Positively Success Story: Clawsewitz
As a lifelong dog lover who lives in a flat and works every weekday, I can't own a dog – my lifestyle wouldn't allow it. Instead, I make do with a cat. But I love amateur animal training, and a little thing like species won't stop me!
Luckily for training purposes, my cat Clawsewitz is highly food-motivated. She isn't the brightest I've owned, but she's attentive towards me and very open to any opportunity for treats – two key qualities.
To date, I've used positive techniques to teach Clawsewitz to sit up and beg, come to me and have her neck felt, chase a thrown treat (granted, she needed no encouragement there, but I find it's useful for her to know the command) and, her latest triumph, ring a little bell. I know she loves practising her tricks, because she will come and fetch me, lead me to our usual place and volunteer a "sit up"!
Here she is ringing her bell after just under two weeks of daily training with it. https://www.youtube.com/watch?v=vA_c15wBeW4
How'd I do this? In stages, over many short sessions, with respect for the limited feline attention span.
I began by rewarding her for showing interest in the bell, while intermittently also ringing it myself so she'd associate the sound with yummy things. From there we worked up to touches with the paw that had to become more accurate over time, focusing on the push button. After some patience she made the final breakthrough and began reliably pressing down – not an instinctual motion for a cat at all – to make the bell ring. Oh yes, the process was far from instant, and her lashing tail at times showed that her brain was working hard!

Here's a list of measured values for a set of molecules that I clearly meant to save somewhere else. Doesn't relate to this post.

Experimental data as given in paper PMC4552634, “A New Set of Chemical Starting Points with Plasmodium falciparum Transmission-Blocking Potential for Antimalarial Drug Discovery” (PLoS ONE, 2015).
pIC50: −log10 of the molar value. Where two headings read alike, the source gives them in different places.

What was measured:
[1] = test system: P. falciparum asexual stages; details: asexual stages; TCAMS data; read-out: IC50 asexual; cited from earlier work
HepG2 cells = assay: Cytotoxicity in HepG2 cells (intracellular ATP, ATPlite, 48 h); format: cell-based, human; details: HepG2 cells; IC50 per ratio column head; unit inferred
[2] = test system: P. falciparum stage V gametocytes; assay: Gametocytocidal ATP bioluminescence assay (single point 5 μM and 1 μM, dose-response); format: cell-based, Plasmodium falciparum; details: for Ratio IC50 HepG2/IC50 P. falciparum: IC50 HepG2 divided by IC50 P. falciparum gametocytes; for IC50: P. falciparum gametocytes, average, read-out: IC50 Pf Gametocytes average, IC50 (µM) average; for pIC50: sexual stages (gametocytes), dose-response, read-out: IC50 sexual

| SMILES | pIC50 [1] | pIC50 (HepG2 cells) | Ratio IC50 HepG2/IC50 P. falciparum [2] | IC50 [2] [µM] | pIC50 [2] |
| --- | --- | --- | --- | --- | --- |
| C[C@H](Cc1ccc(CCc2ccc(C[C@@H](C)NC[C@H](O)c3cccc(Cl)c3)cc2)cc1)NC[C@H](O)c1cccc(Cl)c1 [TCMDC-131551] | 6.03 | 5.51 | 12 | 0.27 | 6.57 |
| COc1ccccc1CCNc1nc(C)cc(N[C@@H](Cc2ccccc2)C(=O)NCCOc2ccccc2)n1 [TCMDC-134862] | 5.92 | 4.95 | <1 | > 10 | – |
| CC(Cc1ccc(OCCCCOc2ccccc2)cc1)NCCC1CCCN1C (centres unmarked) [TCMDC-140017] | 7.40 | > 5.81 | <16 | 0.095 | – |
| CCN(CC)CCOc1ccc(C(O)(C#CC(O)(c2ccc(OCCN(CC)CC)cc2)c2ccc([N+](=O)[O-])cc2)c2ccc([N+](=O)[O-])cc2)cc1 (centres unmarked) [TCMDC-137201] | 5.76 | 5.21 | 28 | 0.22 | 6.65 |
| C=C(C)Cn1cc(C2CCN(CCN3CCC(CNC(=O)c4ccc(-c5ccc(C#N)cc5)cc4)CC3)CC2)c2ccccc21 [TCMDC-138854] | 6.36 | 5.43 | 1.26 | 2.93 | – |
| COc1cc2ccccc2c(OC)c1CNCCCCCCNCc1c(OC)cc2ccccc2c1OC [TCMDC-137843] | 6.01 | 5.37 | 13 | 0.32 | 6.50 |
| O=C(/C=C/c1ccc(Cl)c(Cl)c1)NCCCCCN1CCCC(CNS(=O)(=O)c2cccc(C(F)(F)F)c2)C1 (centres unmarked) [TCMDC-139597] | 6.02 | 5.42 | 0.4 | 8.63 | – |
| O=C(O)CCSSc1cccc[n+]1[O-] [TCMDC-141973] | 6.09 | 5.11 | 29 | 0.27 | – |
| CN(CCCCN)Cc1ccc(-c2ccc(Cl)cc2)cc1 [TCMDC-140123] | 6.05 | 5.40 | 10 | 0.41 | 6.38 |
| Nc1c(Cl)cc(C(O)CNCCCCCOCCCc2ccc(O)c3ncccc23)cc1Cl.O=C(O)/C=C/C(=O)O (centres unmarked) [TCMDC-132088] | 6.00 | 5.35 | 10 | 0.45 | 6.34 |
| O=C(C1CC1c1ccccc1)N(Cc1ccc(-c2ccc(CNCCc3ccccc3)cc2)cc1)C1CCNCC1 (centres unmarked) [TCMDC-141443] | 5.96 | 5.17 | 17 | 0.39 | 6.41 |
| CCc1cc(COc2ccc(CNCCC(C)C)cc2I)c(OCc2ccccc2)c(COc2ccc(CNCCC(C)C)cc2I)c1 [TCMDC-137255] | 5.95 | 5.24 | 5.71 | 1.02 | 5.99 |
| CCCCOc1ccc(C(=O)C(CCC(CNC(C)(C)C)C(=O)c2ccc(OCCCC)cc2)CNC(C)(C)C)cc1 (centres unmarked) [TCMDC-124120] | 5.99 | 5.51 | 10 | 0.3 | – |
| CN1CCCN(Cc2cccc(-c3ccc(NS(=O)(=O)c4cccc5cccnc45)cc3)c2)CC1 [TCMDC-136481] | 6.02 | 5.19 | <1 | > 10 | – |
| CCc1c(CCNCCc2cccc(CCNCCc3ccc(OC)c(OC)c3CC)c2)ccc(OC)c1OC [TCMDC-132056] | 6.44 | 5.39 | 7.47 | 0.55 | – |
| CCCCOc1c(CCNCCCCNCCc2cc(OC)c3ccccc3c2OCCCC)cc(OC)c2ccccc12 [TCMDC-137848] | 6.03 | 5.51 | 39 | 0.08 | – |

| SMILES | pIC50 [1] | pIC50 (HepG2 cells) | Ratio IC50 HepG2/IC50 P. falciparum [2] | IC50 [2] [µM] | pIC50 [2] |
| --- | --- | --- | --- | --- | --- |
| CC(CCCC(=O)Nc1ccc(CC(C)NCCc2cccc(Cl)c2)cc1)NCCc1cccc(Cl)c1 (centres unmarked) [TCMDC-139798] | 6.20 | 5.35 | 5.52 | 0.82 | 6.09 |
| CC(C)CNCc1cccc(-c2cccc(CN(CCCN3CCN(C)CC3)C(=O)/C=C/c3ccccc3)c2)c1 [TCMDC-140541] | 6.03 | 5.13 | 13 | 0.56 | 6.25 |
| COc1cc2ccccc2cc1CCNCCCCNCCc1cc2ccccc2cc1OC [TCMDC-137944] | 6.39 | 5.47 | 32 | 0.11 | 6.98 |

Clawsewitz loves playing the Bell Game and asks me at least once daily to get it out for her so she can "ring for service". It's very funny to see her relish in ordering me around with her bell, and reflect on the fun we had together learning the process.
My conclusion? Never believe it when people say cats can't be trained. They have brains, they have curiosity and, best of all, they have absolutely blatant self-interest! Simply make it worth your cat's while and you'll be surprised what you can do together.
Just be sure you think long and hard before you give your tiny tyrant a noise-making device with which to order you around… I suggest you keep it in a drawer when not in use.
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- Becoming a Dog Trainer
- Social Bullying
- Does Your Dog Respect You?
- Differences Between Male and Female Dogs